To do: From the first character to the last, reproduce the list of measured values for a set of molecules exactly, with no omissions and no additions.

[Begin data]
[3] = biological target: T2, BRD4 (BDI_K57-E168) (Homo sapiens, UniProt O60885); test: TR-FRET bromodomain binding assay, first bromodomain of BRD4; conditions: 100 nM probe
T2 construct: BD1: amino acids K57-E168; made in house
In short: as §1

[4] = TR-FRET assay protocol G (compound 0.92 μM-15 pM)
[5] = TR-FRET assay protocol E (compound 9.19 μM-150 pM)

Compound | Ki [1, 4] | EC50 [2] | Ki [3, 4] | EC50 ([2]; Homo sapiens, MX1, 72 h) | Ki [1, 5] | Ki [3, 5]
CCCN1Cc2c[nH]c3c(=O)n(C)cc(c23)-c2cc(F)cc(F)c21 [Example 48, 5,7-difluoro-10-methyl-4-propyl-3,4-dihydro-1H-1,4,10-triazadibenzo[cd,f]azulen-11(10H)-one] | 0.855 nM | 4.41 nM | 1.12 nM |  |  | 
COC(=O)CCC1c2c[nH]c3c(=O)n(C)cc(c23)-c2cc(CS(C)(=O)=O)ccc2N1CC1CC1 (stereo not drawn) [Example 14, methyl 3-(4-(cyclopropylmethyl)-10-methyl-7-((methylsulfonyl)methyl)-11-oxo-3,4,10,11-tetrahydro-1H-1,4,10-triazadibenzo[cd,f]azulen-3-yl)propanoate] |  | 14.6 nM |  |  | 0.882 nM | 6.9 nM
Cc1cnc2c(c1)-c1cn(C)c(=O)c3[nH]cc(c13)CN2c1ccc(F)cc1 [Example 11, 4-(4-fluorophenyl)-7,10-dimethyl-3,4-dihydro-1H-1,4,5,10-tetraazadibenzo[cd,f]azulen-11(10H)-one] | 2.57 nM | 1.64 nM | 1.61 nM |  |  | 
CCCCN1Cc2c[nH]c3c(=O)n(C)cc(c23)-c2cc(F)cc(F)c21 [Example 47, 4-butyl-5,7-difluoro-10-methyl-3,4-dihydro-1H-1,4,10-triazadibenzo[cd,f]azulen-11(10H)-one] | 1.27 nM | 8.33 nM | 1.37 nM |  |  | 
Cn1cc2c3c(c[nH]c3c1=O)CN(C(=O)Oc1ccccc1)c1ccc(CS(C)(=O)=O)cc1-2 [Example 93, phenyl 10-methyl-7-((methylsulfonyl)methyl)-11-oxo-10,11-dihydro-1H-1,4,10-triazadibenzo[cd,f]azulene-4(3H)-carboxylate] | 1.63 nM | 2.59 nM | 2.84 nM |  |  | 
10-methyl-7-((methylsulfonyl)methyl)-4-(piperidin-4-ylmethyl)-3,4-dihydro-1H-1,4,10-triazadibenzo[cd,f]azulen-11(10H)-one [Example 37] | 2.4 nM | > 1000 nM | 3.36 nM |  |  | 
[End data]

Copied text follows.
[3] = biological target: T2, BRD4 (BDI_K57-E168) (Homo sapiens, UniProt O60885); test: TR-FRET bromodomain binding assay, first bromodomain of BRD4; conditions: 100 nM probe
T2 construct: BD1: amino acids K57-E168; made in house
In short: as §1

[4] = TR-FRET assay protocol G (compound 0.92 μM-15 pM)
[5] = TR-FRET assay protocol E (compound 9.19 μM-150 pM)

Compound | Ki [1, 4] | EC50 [2] | Ki [3, 4] | EC50 ([2]; Homo sapiens, MX1, 72 h) | Ki [1, 5] | Ki [3, 5]
CCCN1Cc2c[nH]c3c(=O)n(C)cc(c23)-c2cc(F)cc(F)c21 [Example 48, 5,7-difluoro-10-methyl-4-propyl-3,4-dihydro-1H-1,4,10-triazadibenzo[cd,f]azulen-11(10H)-one] | 0.855 nM | 4.41 nM | 1.12 nM |  |  | 
COC(=O)CCC1c2c[nH]c3c(=O)n(C)cc(c23)-c2cc(CS(C)(=O)=O)ccc2N1CC1CC1 (stereo not drawn) [Example 14, methyl 3-(4-(cyclopropylmethyl)-10-methyl-7-((methylsulfonyl)methyl)-11-oxo-3,4,10,11-tetrahydro-1H-1,4,10-triazadibenzo[cd,f]azulen-3-yl)propanoate] |  | 14.6 nM |  |  | 0.882 nM | 6.9 nM
Cc1cnc2c(c1)-c1cn(C)c(=O)c3[nH]cc(c13)CN2c1ccc(F)cc1 [Example 11, 4-(4-fluorophenyl)-7,10-dimethyl-3,4-dihydro-1H-1,4,5,10-tetraazadibenzo[cd,f]azulen-11(10H)-one] | 2.57 nM | 1.64 nM | 1.61 nM |  |  | 
CCCCN1Cc2c[nH]c3c(=O)n(C)cc(c23)-c2cc(F)cc(F)c21 [Example 47, 4-butyl-5,7-difluoro-10-methyl-3,4-dihydro-1H-1,4,10-triazadibenzo[cd,f]azulen-11(10H)-one] | 1.27 nM | 8.33 nM | 1.37 nM |  |  | 
Cn1cc2c3c(c[nH]c3c1=O)CN(C(=O)Oc1ccccc1)c1ccc(CS(C)(=O)=O)cc1-2 [Example 93, phenyl 10-methyl-7-((methylsulfonyl)methyl)-11-oxo-10,11-dihydro-1H-1,4,10-triazadibenzo[cd,f]azulene-4(3H)-carboxylate] | 1.63 nM | 2.59 nM | 2.84 nM |  |  | 
10-methyl-7-((methylsulfonyl)methyl)-4-(piperidin-4-ylmethyl)-3,4-dihydro-1H-1,4,10-triazadibenzo[cd,f]azulen-11(10H)-one [Example 37] | 2.4 nM | > 1000 nM | 3.36 nM |  |  | 